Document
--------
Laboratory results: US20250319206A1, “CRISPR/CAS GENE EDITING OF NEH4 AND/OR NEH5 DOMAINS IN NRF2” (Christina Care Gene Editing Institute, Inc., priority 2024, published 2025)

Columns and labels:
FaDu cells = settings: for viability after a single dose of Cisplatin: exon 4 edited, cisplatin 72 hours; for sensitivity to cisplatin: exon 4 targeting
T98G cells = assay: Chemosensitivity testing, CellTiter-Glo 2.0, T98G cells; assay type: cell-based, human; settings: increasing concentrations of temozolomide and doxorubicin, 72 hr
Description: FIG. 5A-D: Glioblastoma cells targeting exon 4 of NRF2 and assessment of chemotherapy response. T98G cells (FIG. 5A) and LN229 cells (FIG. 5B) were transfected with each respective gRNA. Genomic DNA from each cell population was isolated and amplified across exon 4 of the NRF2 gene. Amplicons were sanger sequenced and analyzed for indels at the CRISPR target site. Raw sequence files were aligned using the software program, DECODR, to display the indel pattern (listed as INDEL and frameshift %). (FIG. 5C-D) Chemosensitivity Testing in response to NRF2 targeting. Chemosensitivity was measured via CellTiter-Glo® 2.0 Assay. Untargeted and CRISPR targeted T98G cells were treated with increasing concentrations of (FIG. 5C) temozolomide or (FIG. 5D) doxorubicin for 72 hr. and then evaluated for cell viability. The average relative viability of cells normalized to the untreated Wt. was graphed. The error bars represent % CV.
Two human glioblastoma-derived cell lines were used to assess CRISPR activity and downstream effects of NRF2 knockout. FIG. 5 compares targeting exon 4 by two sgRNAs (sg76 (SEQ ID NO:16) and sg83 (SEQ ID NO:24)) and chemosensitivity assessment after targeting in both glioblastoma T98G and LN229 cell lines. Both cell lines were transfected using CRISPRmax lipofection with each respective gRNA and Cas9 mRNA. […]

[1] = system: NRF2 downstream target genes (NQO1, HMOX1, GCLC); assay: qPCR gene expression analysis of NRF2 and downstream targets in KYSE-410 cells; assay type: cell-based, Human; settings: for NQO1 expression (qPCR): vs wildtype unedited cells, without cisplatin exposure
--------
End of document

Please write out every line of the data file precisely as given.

Laboratory results: US20250319206A1, “CRISPR/CAS GENE EDITING OF NEH4 AND/OR NEH5 DOMAINS IN NRF2” (Christina Care Gene Editing Institute, Inc., priority 2024, published 2025)

Columns and labels:
FaDu cells = settings: for viability after a single dose of Cisplatin: exon 4 edited, cisplatin 72 hours; for sensitivity to cisplatin: exon 4 targeting
T98G cells = assay: Chemosensitivity testing, CellTiter-Glo 2.0, T98G cells; assay type: cell-based, human; settings: increasing concentrations of temozolomide and doxorubicin, 72 hr
Description: FIG. 5A-D: Glioblastoma cells targeting exon 4 of NRF2 and assessment of chemotherapy response. T98G cells (FIG. 5A) and LN229 cells (FIG. 5B) were transfected with each respective gRNA. Genomic DNA from each cell population was isolated and amplified across exon 4 of the NRF2 gene. Amplicons were sanger sequenced and analyzed for indels at the CRISPR target site. Raw sequence files were aligned using the software program, DECODR, to display the indel pattern (listed as INDEL and frameshift %). (FIG. 5C-D) Chemosensitivity Testing in response to NRF2 targeting. Chemosensitivity was measured via CellTiter-Glo® 2.0 Assay. Untargeted and CRISPR targeted T98G cells were treated with increasing concentrations of (FIG. 5C) temozolomide or (FIG. 5D) doxorubicin for 72 hr. and then evaluated for cell viability. The average relative viability of cells normalized to the untreated Wt. was graphed. The error bars represent % CV.
Two human glioblastoma-derived cell lines were used to assess CRISPR activity and downstream effects of NRF2 knockout. FIG. 5 compares targeting exon 4 by two sgRNAs (sg76 (SEQ ID NO:16) and sg83 (SEQ ID NO:24)) and chemosensitivity assessment after targeting in both glioblastoma T98G and LN229 cell lines. Both cell lines were transfected using CRISPRmax lipofection with each respective gRNA and Cas9 mRNA. […]

[1] = system: NRF2 downstream target genes (NQO1, HMOX1, GCLC); assay: qPCR gene expression analysis of NRF2 and downstream targets in KYSE-410 cells; assay type: cell-based, Human; settings: for NQO1 expression (qPCR): vs wildtype unedited cells, without cisplatin exposure